In order to participate in the IX International Highbush Blueberry Conference you need to register in advance. We have prepared several participation possibilities for the participants. You can choose a free package that only entitles you to enter the EXPO zone. In order to take an active part in the Conference and listen to all the lectures prepared, it is necessary to make a paid registration. Early registration until February 20 pays off as tickets are cheaper by that date (only 40 euros). In addition, all participants of the Conference will receive a publication "Modern Blueberry Cultivation 2021". Articles published in it are written in Polish with abstracts in English.
Because we will not be able to meet outdoors this year, we have planned a film coverage of a plantation combined with blueberry pruning shows during the lectures. It will be carried out by Mariusz Padewski, technical advisor at Fall Creek Farm & Nursery.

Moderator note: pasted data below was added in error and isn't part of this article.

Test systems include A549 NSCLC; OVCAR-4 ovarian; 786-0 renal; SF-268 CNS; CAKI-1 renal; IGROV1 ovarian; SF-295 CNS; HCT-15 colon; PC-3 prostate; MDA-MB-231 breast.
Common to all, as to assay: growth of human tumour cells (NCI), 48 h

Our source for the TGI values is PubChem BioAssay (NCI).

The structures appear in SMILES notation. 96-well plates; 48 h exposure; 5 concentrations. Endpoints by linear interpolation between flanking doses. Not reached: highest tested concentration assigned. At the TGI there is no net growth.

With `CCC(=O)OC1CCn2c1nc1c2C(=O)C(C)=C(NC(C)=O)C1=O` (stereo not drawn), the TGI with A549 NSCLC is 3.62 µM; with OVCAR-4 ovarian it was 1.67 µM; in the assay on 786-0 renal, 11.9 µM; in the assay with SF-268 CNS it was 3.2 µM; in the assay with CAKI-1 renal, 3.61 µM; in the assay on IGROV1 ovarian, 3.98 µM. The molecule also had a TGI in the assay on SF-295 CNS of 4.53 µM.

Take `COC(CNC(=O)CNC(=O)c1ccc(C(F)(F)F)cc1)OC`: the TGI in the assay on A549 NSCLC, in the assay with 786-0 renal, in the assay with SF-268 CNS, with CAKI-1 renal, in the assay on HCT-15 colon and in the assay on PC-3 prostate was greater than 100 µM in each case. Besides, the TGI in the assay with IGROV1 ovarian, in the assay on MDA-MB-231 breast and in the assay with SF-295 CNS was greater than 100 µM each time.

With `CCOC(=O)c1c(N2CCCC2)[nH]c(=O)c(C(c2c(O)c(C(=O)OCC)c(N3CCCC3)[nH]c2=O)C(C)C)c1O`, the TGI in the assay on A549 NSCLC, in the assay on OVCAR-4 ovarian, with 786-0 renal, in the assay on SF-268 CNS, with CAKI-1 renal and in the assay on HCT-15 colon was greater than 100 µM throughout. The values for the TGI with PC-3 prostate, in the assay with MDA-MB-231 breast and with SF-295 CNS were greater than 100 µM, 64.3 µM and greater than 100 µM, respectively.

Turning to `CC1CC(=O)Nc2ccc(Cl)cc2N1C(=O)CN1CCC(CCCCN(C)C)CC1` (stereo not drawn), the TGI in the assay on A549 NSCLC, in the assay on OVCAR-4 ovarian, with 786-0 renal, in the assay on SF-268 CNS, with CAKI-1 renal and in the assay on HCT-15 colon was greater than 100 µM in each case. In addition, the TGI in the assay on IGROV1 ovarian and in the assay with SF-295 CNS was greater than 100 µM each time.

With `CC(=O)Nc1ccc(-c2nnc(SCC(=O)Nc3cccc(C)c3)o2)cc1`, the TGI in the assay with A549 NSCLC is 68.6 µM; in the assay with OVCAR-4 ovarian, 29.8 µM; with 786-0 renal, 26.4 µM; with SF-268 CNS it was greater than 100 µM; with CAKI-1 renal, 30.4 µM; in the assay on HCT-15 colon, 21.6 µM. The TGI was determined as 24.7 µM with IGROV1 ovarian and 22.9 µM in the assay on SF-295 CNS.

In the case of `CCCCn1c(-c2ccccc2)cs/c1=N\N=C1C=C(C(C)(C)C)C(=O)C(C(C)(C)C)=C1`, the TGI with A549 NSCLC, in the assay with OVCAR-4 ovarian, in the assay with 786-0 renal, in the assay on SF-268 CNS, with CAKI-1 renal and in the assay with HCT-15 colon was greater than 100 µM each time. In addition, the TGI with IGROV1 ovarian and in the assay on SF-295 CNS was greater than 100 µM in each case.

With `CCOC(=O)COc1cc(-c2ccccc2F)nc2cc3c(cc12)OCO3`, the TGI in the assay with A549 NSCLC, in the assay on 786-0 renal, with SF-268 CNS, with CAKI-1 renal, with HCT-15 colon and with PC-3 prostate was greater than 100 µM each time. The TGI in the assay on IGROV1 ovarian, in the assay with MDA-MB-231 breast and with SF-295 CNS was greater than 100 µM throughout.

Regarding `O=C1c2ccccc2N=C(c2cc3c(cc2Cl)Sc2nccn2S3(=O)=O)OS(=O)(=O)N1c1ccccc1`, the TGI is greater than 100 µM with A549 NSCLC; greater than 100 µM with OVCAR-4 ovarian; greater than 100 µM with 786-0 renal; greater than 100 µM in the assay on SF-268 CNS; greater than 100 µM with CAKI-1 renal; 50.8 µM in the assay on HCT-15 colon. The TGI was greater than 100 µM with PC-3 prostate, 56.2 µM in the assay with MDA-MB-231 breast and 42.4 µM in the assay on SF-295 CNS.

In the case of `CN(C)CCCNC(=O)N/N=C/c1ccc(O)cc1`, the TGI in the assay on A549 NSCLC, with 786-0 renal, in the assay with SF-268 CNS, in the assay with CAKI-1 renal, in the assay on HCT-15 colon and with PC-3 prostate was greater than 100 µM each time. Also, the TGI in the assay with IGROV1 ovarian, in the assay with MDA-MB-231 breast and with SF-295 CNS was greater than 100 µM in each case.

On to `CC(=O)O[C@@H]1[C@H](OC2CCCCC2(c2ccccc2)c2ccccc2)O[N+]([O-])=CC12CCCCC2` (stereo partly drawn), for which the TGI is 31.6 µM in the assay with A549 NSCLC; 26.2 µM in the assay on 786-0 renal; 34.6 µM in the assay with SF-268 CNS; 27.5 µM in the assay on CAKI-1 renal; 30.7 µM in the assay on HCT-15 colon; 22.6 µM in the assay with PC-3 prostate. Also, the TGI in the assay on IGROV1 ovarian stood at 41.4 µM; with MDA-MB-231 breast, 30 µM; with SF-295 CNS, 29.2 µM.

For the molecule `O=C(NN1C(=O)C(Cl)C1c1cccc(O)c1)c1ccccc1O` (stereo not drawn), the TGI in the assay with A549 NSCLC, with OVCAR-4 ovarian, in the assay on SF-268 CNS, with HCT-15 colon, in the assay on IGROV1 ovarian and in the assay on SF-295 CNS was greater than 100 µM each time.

We welcome you to participate in the most important blueberry industry events. #IloveBlueberry
Click here to register and find more information about the conference.
2021 Mississippi Blueberry Education Workshop
Eric T. Stafne, MSU-ES
Topics and Speakers:
On February 11, 2021 the 2021 Mississippi Blueberry Education Workshop took place via Zoom. It was recorded and will be available soon (this has been delayed due to the polar vortex, so hopefully by February 24 — fingers crossed). We had a great line-up of topics and speakers. If you did not see the information prior to the meeting. Let me know if you want more of these meetings.